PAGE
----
• A Concurrent Resolution must pass the Senate and House. It is sent to the Governor for consideration if it commits the state to action.
  • A Joint Resolution is limited to constitutional amendments, and requires passage from both houses but is not sent to the Governor for approval. It is filed with the Department of State for further action as needed.
  • View resolutions here.

A Senate Journal is the official record of session. It is a verbatim account of all the action and debate that transpires on the Senate floor during a session day. Recorded by the Official Reporter in the Senate chamber, these transcripts are later approved by the Senate as a body. Found on the LDPC website dating back to 1949 and in the Senate Library from 1802, they are an important legislative reference.

Published at the end of the two-year session, the Senate Histories are a complete list of all Senate bills and resolutions introduced during the session. They also include information on committees, Executive Nominations, Members of the Senate and much more. This data is compiled by the Secretary's Office and available online and in our Senate Library.

The Senate Rules are the parliamentary procedures adopted by the Senate on Opening Day, the first Tuesday of January at the beginning of a two-year session.

The Pennsylvania Constitution is the foundation of our state government. Adopted in 1776, it was the framework for the U.S. Constitution, which did not take effect until 1789. The articles and amendments of the PA Constitution compose the fundamental law of the Commonwealth. Each time the Constitution is amended, the Secretary's Office produces revised booklets.

The Pennsylvania Manual is a comprehensive reference to our State government. Published biennially and for more than 200 years, this publication provides Pennsylvanians with a wealth of knowledge of PA's history, Constitution and government officials from all three branches of our State government. Compiled by the Department of General Services, and updated by the Secretary's Office, copies can be purchased online at www.ShopPAheritage.com. The Secretary's Office has a limited supply on hand.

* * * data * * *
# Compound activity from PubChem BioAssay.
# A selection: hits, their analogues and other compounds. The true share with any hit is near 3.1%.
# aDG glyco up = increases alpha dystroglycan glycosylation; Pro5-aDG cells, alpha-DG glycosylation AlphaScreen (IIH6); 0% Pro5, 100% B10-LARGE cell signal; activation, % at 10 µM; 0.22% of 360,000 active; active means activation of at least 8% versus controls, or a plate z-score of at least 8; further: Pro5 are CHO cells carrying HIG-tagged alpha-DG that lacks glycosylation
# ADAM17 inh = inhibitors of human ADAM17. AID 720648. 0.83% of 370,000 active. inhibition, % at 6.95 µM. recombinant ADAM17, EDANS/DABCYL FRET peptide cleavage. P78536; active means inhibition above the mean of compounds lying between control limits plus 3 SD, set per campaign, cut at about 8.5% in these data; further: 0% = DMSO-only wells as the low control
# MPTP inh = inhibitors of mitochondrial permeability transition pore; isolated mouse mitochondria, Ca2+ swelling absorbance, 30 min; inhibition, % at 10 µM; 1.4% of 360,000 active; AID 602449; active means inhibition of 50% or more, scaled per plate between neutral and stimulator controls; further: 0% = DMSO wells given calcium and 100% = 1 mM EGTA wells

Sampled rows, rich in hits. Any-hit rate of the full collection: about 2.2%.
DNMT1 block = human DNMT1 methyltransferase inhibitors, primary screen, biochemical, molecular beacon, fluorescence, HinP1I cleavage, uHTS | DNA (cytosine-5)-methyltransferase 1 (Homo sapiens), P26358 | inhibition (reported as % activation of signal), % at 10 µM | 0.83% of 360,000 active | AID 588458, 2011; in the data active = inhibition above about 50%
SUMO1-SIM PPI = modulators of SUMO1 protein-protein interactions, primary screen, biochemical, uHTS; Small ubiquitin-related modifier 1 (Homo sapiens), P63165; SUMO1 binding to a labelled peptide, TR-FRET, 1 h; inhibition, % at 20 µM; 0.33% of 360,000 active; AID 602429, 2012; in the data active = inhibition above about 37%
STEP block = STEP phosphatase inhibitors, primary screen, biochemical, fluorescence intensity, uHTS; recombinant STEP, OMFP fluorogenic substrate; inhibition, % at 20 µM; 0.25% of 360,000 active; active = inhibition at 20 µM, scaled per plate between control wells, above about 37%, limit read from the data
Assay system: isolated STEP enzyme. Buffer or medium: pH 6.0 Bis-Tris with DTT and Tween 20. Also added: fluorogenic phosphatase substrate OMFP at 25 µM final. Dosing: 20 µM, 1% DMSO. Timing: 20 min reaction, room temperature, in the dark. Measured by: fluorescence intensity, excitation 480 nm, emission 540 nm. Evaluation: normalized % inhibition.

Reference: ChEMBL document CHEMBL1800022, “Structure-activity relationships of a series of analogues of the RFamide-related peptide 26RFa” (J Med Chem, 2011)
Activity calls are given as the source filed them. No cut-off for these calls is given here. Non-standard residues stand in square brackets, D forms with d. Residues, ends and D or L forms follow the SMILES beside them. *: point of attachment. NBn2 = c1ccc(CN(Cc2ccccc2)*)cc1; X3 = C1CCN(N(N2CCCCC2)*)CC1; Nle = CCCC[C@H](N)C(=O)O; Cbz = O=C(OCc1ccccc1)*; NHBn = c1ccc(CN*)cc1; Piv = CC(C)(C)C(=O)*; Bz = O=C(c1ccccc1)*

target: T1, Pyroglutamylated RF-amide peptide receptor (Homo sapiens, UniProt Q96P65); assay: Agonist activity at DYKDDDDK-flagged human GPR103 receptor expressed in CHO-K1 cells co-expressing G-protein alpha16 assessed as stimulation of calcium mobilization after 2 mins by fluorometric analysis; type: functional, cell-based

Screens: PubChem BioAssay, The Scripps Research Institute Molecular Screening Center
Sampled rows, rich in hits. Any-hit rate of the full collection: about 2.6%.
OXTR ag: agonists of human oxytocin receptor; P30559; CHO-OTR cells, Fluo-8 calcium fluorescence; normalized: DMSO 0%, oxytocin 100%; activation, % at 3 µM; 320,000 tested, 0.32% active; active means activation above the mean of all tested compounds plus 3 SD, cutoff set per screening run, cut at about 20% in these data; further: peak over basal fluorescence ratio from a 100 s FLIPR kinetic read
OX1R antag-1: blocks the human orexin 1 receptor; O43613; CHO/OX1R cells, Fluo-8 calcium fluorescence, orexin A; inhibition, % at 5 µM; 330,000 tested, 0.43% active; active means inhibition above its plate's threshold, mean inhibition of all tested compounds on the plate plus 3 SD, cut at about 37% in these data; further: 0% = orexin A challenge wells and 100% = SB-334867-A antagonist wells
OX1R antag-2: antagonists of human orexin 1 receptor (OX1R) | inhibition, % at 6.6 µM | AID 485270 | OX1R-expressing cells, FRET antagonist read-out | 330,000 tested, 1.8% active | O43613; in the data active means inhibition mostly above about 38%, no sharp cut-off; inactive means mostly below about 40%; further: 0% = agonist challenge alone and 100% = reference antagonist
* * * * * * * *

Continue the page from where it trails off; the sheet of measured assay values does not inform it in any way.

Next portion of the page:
Pursuant to the Pennsylvania Constitution, on the first Tuesday of January every year, the General Assembly of Pennsylvania begins a new legislative session. On Opening Day, in the odd-numbered years, Senators-elect are sworn in, the body elects its Officers such as the President Pro Tempore, Secretary-Parliamentarian and Chief Clerk, and the Senate organizes itself as a body ready to conduct the business at hand.

The legislative session is actually comprised of two, one-year sessions. Throughout session, the Pennsylvania General Assembly's Senators and Representatives serve their constituents and conduct legislative business. At the end of this period, all legislation not finally acted upon dies.

Every Opening Day since 1790, Pennsylvania Senators-elect and Officers of the Senate have taken the Oath of Office. Verbally and in writing, Senators vow to serve their constituents with fidelity, and Officers, to fulfill their duties with honor. Then, each adds their name to the Senate's Oath Books as proof of taking the Oath of Office. The Oath of Office is provided for in the PA constitution, Article VI, Section 3.

Our Contacts

  • 462 Main Capitol Building,
    Harrisburg, PA 17120

  • (717) 787-5920

  • Working hours: 9AM - 5PM